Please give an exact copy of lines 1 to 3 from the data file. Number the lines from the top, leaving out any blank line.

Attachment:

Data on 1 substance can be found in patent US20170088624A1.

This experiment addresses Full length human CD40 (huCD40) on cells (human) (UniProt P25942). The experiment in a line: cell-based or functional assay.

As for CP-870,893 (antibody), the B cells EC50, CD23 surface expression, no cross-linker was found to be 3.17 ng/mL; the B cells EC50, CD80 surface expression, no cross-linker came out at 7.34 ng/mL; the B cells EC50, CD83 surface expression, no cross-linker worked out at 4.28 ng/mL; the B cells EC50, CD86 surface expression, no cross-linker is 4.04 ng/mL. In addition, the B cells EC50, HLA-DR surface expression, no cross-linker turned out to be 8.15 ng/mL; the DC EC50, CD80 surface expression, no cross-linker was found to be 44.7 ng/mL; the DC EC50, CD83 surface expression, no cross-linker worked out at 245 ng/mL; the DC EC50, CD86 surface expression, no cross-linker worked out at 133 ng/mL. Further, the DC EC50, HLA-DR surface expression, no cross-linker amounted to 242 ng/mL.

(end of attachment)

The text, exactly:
Data on 1 substance can be found in patent US20170088624A1.

This experiment addresses Full length human CD40 (huCD40) on cells (human) (UniProt P25942). The experiment in a line: cell-based or functional assay.

As for CP-870,893 (antibody), the B cells EC50, CD23 surface expression, no cross-linker was found to be 3.17 ng/mL; the B cells EC50, CD80 surface expression, no cross-linker came out at 7.34 ng/mL; the B cells EC50, CD83 surface expression, no cross-linker worked out at 4.28 ng/mL; the B cells EC50, CD86 surface expression, no cross-linker is 4.04 ng/mL. In addition, the B cells EC50, HLA-DR surface expression, no cross-linker turned out to be 8.15 ng/mL; the DC EC50, CD80 surface expression, no cross-linker was found to be 44.7 ng/mL; the DC EC50, CD83 surface expression, no cross-linker worked out at 245 ng/mL; the DC EC50, CD86 surface expression, no cross-linker worked out at 133 ng/mL. Further, the DC EC50, HLA-DR surface expression, no cross-linker amounted to 242 ng/mL.